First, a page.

In a fast track maneuver, legislation with the potential to threaten religious liberty narrowly advanced from the Pennsylvania House of Representatives State Government Committee with a 12 to 11 vote on March 11, 2009. The bill, known as HB 300, would add “sexual orientation and gender identity or expression” to the Pennsylvania Human Relations Act in an attempt to have them considered protected classes. The PHRA currently forbids discrimination in employment, housing and public accommodations because of race, color, religious creed, ancestry, age, handicap or national origin.
Under the current statute, in some cases, religious organizations get an exemption to conduct their affairs on the basis of religious creed or gender when there is a “bona fide occupational qualification” to do so. HB 300 allows no exemptions.
The Pennsylvania Catholic Conference (PCC) opposes the legislation because of its potential threat to the religious liberty of organizations and individuals.
Robert J. O’Hara, Jr., Executive Director of the PCC said, “It is the position of the Catholic Church that every person should be treated with dignity and respect. Church teachings make a distinction, however, between someone having a homosexual orientation and homosexual behavior. House Bill 300, at the very least, blurs that distinction.”
“The effect of HB 300 is the potential exposure of a diocese or other Church ministry to litigation for acting in a manner consistent with Church teachings regarding homosexuality,” said O’Hara. “This bill constitutes an effort by the government to say to people that their moral code or their belief system must be abandoned – that those who disagree will be forced to conform or suffer monetary damages and legal processes if they do not, in their daily lives, embrace homosexuality.”
He pointed out some potential problems using schools as an example. The bill authorizes the development of a new curriculum in public schools dealing with sexual orientation and gender identity or expression. Although current state regulations permit parents to opt their children out of religiously objectionable instruction, regulations are easily subject to change. Opting-out itself could identify or brand a student as “homophobic.” Other states with similar measures have disallowed parents to opt out, resulting in a state mandate to teach students that their parents, who may object to the acceptance and promotion of homosexual conduct on religious grounds, are in effect “bigots.”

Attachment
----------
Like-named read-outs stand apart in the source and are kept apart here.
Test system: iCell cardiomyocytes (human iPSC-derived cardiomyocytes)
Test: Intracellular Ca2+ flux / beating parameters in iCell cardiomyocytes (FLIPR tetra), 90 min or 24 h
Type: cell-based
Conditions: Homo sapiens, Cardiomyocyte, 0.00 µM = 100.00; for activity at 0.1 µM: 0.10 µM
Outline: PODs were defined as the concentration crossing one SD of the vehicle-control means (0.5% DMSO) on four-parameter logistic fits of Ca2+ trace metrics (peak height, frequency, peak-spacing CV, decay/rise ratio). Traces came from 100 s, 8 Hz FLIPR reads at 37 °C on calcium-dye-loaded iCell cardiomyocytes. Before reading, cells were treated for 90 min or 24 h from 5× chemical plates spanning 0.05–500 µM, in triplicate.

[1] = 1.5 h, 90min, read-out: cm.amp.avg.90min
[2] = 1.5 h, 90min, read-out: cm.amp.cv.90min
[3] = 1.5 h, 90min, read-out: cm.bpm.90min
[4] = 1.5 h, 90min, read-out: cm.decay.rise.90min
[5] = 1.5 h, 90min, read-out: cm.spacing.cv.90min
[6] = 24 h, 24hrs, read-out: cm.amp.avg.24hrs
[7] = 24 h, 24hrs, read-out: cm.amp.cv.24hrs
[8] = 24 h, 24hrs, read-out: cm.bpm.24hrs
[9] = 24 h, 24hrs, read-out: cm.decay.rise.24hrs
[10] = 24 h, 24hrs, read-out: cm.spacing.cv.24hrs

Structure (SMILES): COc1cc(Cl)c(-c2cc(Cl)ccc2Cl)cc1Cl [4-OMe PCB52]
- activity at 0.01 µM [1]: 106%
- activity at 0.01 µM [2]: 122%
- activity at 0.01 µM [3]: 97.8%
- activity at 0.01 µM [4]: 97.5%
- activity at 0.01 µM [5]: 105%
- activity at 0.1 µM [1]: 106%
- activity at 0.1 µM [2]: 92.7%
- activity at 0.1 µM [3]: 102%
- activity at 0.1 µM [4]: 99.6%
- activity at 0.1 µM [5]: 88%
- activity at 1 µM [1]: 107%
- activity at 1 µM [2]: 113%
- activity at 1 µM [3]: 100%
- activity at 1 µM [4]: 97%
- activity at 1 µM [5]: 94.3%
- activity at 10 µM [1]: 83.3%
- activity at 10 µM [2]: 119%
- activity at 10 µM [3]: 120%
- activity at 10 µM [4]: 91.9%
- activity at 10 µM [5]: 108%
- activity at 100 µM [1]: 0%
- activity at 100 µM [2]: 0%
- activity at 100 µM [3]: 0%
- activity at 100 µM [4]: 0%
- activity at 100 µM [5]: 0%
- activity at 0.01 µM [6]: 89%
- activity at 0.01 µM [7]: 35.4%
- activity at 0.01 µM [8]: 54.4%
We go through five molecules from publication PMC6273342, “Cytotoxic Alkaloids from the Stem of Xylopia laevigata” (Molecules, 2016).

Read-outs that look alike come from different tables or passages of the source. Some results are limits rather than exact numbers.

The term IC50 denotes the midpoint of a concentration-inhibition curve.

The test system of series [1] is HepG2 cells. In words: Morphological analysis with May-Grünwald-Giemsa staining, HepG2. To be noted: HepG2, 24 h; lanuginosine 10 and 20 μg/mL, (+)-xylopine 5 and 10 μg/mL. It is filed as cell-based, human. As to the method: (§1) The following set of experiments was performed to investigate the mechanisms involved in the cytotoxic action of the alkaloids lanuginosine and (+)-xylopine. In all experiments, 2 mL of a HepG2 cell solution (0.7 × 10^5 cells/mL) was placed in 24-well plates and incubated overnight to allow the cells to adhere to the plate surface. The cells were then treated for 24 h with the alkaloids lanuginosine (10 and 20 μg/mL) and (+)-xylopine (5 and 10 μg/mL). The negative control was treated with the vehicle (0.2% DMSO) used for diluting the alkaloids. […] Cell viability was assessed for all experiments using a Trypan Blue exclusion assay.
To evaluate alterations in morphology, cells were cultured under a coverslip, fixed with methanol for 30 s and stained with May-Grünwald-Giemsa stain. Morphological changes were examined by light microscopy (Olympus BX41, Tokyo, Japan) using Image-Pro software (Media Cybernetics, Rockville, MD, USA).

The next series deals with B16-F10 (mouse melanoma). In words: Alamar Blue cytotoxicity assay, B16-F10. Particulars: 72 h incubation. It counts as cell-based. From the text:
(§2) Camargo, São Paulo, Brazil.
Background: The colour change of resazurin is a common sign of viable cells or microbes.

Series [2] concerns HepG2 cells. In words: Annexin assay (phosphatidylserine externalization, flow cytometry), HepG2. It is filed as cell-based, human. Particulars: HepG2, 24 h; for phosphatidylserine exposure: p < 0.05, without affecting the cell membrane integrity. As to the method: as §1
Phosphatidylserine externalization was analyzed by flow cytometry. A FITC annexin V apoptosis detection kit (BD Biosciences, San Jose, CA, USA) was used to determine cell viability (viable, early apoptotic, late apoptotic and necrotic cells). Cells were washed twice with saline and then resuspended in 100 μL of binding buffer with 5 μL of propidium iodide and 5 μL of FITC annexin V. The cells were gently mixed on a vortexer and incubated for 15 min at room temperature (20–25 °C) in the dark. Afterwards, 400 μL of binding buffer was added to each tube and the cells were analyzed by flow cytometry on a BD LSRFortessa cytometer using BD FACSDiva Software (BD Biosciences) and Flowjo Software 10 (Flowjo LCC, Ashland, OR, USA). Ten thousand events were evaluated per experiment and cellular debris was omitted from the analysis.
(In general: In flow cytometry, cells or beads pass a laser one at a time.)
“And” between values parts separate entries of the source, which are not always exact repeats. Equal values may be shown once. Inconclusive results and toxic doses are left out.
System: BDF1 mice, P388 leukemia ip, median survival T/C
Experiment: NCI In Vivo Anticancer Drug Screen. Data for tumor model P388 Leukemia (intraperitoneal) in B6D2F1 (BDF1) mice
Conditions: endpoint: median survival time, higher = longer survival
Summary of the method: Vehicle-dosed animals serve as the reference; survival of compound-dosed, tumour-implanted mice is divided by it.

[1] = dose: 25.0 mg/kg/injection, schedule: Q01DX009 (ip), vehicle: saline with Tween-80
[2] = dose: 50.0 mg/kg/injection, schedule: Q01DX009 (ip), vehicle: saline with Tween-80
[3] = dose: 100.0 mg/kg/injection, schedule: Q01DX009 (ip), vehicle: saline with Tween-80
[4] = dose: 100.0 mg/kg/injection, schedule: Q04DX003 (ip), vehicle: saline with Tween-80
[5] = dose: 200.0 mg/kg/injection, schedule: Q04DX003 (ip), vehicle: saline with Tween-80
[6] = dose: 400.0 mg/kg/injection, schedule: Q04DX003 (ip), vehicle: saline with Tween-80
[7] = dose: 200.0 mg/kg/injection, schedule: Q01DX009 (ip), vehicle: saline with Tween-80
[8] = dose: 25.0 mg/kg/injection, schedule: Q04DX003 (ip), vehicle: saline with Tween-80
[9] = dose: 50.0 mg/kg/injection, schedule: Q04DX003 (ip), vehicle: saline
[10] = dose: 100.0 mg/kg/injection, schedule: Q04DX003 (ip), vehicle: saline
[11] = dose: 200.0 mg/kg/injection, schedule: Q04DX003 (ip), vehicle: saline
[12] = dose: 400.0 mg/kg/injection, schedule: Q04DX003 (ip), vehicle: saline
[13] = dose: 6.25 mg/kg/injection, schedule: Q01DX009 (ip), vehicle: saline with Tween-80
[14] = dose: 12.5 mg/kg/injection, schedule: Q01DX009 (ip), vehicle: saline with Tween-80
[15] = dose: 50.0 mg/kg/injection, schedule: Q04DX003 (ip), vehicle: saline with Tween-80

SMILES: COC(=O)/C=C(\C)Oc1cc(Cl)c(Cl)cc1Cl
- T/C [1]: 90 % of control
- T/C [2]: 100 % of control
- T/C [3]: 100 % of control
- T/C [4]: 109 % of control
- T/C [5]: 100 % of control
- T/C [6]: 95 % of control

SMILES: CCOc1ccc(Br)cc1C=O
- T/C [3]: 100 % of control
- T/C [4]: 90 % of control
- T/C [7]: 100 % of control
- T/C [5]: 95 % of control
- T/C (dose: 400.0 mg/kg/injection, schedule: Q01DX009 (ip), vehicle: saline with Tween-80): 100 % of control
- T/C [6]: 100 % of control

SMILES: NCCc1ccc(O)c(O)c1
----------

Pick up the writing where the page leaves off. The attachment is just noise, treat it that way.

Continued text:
The proposal raises troubling religious liberty concerns for the Church as an employer and provider of key services that help the poor and vulnerable, and to all individuals whose religious beliefs do not condone homosexuality.
House State Government Committee roll call vote by diocese. A “yes” vote is in favor of the bill. A “no” vote reflects the PCC’s position.
- Jim Cox – no
- Robert Freeman – yes
- Florindo J. Fabrizio – yes
- Matt Gabler – no
- Kathy L. Rapp – no
- Brad Roae – no
- Tim Krieger – no
- Kerry A. Benninghoff – no (also Altoona-Johnstown Diocese)
- Tom C. Creighton – no
- Cheryl M. Delozier – no
- Glen R. Grell – no
- David R. Millard – no
- Louise W. Bishop – yes
- Brendan F. Boyle – yes
- Lawrence H. Curry – yes
- Mark B. Cohen – yes
- Babette Josephs, Committee Chair – yes
- Michael H. O’Brien – yes
- Frank L. Oliver – yes
- Marguerite Quinn – no
- Greg Vitali – yes
- Dan Frankel – yes
- Mike Carroll – yes
Did not vote: PHILADELPHIA – John T. Galloway and Rick Taylor; PITTSBURGH – Jaret Gibbons
The next step for HB 300 is consideration by the House Appropriations Committee.
NEWS from the PCC March 12, 2009 by A.B. Hill, Communications Director of the Pennsylvania Catholic Conference – the public affairs arm of Pennsylvania’s Catholic bishops and the Catholic dioceses of Pennsylvania.